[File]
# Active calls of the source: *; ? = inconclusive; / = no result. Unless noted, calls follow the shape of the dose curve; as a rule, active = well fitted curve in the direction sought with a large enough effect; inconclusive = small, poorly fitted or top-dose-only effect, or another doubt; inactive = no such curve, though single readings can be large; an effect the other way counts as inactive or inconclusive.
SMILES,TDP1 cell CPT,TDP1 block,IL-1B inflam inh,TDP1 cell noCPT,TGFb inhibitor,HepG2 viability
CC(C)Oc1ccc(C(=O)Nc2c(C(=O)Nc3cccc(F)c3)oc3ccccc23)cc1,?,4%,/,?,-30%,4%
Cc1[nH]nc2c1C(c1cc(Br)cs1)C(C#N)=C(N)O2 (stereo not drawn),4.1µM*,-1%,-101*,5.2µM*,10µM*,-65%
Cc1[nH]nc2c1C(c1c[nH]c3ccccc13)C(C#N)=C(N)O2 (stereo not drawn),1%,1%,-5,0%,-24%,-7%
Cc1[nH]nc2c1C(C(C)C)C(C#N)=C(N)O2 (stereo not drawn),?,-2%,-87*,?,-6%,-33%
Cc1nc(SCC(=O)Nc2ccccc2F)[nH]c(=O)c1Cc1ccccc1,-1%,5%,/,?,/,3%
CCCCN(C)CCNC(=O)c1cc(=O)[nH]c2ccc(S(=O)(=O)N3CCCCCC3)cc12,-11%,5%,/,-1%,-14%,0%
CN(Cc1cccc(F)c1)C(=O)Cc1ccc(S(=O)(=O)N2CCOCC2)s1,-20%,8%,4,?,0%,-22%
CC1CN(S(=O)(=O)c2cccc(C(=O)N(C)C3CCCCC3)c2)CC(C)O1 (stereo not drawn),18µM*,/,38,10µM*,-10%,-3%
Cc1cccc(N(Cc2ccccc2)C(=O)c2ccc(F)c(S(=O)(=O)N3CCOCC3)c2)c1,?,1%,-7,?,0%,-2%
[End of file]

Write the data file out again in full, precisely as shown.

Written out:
# Active calls of the source: *; ? = inconclusive; / = no result. Unless noted, calls follow the shape of the dose curve; as a rule, active = well fitted curve in the direction sought with a large enough effect; inconclusive = small, poorly fitted or top-dose-only effect, or another doubt; inactive = no such curve, though single readings can be large; an effect the other way counts as inactive or inconclusive.
SMILES,TDP1 cell CPT,TDP1 block,IL-1B inflam inh,TDP1 cell noCPT,TGFb inhibitor,HepG2 viability
CC(C)Oc1ccc(C(=O)Nc2c(C(=O)Nc3cccc(F)c3)oc3ccccc23)cc1,?,4%,/,?,-30%,4%
Cc1[nH]nc2c1C(c1cc(Br)cs1)C(C#N)=C(N)O2 (stereo not drawn),4.1µM*,-1%,-101*,5.2µM*,10µM*,-65%
Cc1[nH]nc2c1C(c1c[nH]c3ccccc13)C(C#N)=C(N)O2 (stereo not drawn),1%,1%,-5,0%,-24%,-7%
Cc1[nH]nc2c1C(C(C)C)C(C#N)=C(N)O2 (stereo not drawn),?,-2%,-87*,?,-6%,-33%
Cc1nc(SCC(=O)Nc2ccccc2F)[nH]c(=O)c1Cc1ccccc1,-1%,5%,/,?,/,3%
CCCCN(C)CCNC(=O)c1cc(=O)[nH]c2ccc(S(=O)(=O)N3CCCCCC3)cc12,-11%,5%,/,-1%,-14%,0%
CN(Cc1cccc(F)c1)C(=O)Cc1ccc(S(=O)(=O)N2CCOCC2)s1,-20%,8%,4,?,0%,-22%
CC1CN(S(=O)(=O)c2cccc(C(=O)N(C)C3CCCCC3)c2)CC(C)O1 (stereo not drawn),18µM*,/,38,10µM*,-10%,-3%
Cc1cccc(N(Cc2ccccc2)C(=O)c2ccc(F)c(S(=O)(=O)N3CCOCC3)c2)c1,?,1%,-7,?,0%,-2%